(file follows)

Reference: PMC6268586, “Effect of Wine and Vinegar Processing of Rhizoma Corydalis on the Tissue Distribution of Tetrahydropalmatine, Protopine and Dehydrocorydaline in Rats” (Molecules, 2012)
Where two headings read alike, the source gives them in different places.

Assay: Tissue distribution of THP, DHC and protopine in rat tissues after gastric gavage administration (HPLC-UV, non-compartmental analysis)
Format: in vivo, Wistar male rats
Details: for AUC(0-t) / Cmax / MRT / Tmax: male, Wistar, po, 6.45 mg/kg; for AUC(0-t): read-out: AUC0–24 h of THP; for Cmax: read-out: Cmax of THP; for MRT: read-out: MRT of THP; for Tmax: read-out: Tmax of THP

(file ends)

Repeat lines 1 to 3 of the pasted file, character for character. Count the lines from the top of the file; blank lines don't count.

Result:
Reference: PMC6268586, “Effect of Wine and Vinegar Processing of Rhizoma Corydalis on the Tissue Distribution of Tetrahydropalmatine, Protopine and Dehydrocorydaline in Rats” (Molecules, 2012)
Where two headings read alike, the source gives them in different places.

Assay: Tissue distribution of THP, DHC and protopine in rat tissues after gastric gavage administration (HPLC-UV, non-compartmental analysis)